For Russian civilians near Ukraine's border, reactions to Putin's moves are mixed
AYESHA RASCOE, HOST:
It's a national holiday today in Russia, Defenders of the Fatherland Day. It honors the country's military and veterans. Russian President Vladimir Putin congratulated the armed forces in a speech on national television and talked about the crisis with Ukraine.
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PRESIDENT VLADIMIR PUTIN: (Speaking Russian).
RASCOE: "Russia is always open to diplomacy," he said, "but the interests and security of Russia and its citizens are non-negotiable." NPR's Charles Maynes is in southern Russia in the Rostov region, near the border with Ukraine, and joins us now. Welcome, Charles.
CHARLES MAYNES, BYLINE: Hi there.
RASCOE: So, Charles, what's the scene been there today?
MAYNES: Well, you know, thankfully, the only explosions we've heard have come from this evening's holiday fireworks show. Otherwise, it was pretty quiet here in Rostov-on-Don - that's the main city of Rostov region - even as the U.S. and its allies are predicting this possible Russian invasion of Ukraine, which is just down the road here.
You know, in the latest, Ukraine imposed a state of emergency across the country and called up its reserve army. Its Foreign Ministry also told Ukrainians to get out of Russia as soon as possible. And this comes as Russia's own Foreign Ministry began pulling out its diplomatic staff from the embassy in Kyiv, as well as all consulates in the country. And, you know, certainly many people will see that as a worrying sign amid predictions of this invasion. We also saw the EU unveil sanctions against President Putin's inner circle, as well as key members of the Kremlin's propaganda machine. So, you know, again, it's calm, but the probably more accurate answer here might be calm for now.
RASCOE: You've been out in the city and the region talking to people. What have you heard?
MAYNES: Well, as you might imagine, you know, the views are varied, but there seems to be a general recognition that this decision by Putin and whatever comes next is extremely fraught, both militarily and economically given Western sanctions. Let's listen in.
VADIM GUSENOV: (Through interpreter) I don't see any benefits. Ukraine's another country. Yes, there's a conflict and they have problems, but they are their problems. Let them resolve it. But now, because of Putin's decision to recognize these republics, I don't know what my life will be like a week from now.
ALEXANDRA KOZLENKA: (Through interpreter) My family and my friends all support Vladimir Putin. We've lived with this tensions in the Donbas since 2014, and we're ready to forego many things and put up with sanctions because these are our family members and friends suffering in the Donetsk and Luhansk People's Republics.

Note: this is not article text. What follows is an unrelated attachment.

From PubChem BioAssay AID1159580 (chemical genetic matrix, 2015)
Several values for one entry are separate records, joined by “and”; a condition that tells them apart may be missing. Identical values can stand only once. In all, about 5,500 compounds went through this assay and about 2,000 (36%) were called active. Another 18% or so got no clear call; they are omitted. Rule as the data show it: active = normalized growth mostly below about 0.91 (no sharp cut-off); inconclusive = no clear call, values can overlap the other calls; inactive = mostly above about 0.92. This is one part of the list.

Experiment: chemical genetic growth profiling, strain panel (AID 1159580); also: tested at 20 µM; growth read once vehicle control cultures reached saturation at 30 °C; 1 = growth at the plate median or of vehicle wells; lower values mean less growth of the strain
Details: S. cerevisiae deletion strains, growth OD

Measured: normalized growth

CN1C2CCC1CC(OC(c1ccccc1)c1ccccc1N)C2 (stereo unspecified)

NIKOLAI VOLK: (Through interpreter) It means, again, problems with the economy. Again, the currency is going to lose value. Again, incomes will go down. And again, we'll have more fighting. It's not entirely clear what's happening in the Donbas, and most people will never learn the truth. But one way or another, the people will suffer for it.
MAYNES: So that was Vadim Gusenov, who works in IT, Alexandra Kozlenka, who's a lawyer, and Nikolai Volk, a highway engineer.
RASCOE: Putin said in his speech he's open to negotiation, but the U.S. canceled tomorrow's meeting with the Russian foreign minister. What happens next?
MAYNES: Yeah, so Putin's offer seems somewhat disingenuous. You know, Russia's military is still positioned around Ukraine, and, of course, Russia has offered security guarantees to these separatists statelets. You know, yesterday, Putin said that his understanding of their boundaries lies much further than where they currently stand, far into Ukrainian-held territory. You know, and so amid all that, I just note one thing that I've been picking up on in conversations, and that's a certain resignation, you know, a sadness that Russia, Ukraine and the West find themselves in this position. And this idea was put best, I thought, by a pensioner I met not too far from here in the town of Taganrog. And this is 78-year-old Vladimir Ivanov.
VLADIMIR IVANOV: (Speaking Russian).
MAYNES: "We're just too different," he told me. "We never understood one another, and we never will." And Ivanov added that somehow, we on our side and you on yours have got to find a way to live with that.
RASCOE: That's NPR's Charles Maynes in the Rostov region. Thank you.
MAYNES: Thank you.
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